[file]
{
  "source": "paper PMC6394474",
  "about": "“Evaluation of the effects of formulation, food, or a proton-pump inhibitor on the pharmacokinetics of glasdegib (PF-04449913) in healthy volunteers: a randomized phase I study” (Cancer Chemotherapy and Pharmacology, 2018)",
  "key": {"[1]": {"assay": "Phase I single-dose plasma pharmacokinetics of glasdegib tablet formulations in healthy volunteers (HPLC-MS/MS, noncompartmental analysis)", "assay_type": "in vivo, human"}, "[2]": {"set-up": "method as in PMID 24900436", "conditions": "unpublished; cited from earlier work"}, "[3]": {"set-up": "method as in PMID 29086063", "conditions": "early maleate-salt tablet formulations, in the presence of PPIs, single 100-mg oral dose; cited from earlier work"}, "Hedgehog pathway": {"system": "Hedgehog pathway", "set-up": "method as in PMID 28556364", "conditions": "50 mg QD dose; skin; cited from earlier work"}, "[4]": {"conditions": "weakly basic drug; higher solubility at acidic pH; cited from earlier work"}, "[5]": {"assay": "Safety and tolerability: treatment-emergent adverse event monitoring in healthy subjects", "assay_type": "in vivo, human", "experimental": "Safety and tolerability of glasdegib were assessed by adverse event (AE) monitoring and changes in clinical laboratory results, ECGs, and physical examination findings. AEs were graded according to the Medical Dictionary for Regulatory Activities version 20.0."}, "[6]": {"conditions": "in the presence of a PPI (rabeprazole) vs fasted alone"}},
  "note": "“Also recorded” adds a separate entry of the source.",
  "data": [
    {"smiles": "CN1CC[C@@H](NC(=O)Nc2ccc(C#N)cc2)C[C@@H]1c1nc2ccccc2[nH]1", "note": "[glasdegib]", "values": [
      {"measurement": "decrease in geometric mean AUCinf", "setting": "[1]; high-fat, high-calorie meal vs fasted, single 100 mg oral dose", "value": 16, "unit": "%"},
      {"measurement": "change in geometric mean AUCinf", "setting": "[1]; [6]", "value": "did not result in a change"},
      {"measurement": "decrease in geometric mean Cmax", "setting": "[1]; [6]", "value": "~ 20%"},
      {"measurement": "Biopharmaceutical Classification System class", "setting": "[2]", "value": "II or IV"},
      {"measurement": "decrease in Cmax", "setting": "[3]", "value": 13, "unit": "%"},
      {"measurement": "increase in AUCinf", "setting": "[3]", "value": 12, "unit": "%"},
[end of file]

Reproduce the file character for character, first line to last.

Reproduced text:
{
  "source": "paper PMC6394474",
  "about": "“Evaluation of the effects of formulation, food, or a proton-pump inhibitor on the pharmacokinetics of glasdegib (PF-04449913) in healthy volunteers: a randomized phase I study” (Cancer Chemotherapy and Pharmacology, 2018)",
  "key": {"[1]": {"assay": "Phase I single-dose plasma pharmacokinetics of glasdegib tablet formulations in healthy volunteers (HPLC-MS/MS, noncompartmental analysis)", "assay_type": "in vivo, human"}, "[2]": {"set-up": "method as in PMID 24900436", "conditions": "unpublished; cited from earlier work"}, "[3]": {"set-up": "method as in PMID 29086063", "conditions": "early maleate-salt tablet formulations, in the presence of PPIs, single 100-mg oral dose; cited from earlier work"}, "Hedgehog pathway": {"system": "Hedgehog pathway", "set-up": "method as in PMID 28556364", "conditions": "50 mg QD dose; skin; cited from earlier work"}, "[4]": {"conditions": "weakly basic drug; higher solubility at acidic pH; cited from earlier work"}, "[5]": {"assay": "Safety and tolerability: treatment-emergent adverse event monitoring in healthy subjects", "assay_type": "in vivo, human", "experimental": "Safety and tolerability of glasdegib were assessed by adverse event (AE) monitoring and changes in clinical laboratory results, ECGs, and physical examination findings. AEs were graded according to the Medical Dictionary for Regulatory Activities version 20.0."}, "[6]": {"conditions": "in the presence of a PPI (rabeprazole) vs fasted alone"}},
  "note": "“Also recorded” adds a separate entry of the source.",
  "data": [
    {"smiles": "CN1CC[C@@H](NC(=O)Nc2ccc(C#N)cc2)C[C@@H]1c1nc2ccccc2[nH]1", "note": "[glasdegib]", "values": [
      {"measurement": "decrease in geometric mean AUCinf", "setting": "[1]; high-fat, high-calorie meal vs fasted, single 100 mg oral dose", "value": 16, "unit": "%"},
      {"measurement": "change in geometric mean AUCinf", "setting": "[1]; [6]", "value": "did not result in a change"},
      {"measurement": "decrease in geometric mean Cmax", "setting": "[1]; [6]", "value": "~ 20%"},
      {"measurement": "Biopharmaceutical Classification System class", "setting": "[2]", "value": "II or IV"},
      {"measurement": "decrease in Cmax", "setting": "[3]", "value": 13, "unit": "%"},
      {"measurement": "increase in AUCinf", "setting": "[3]", "value": 12, "unit": "%"},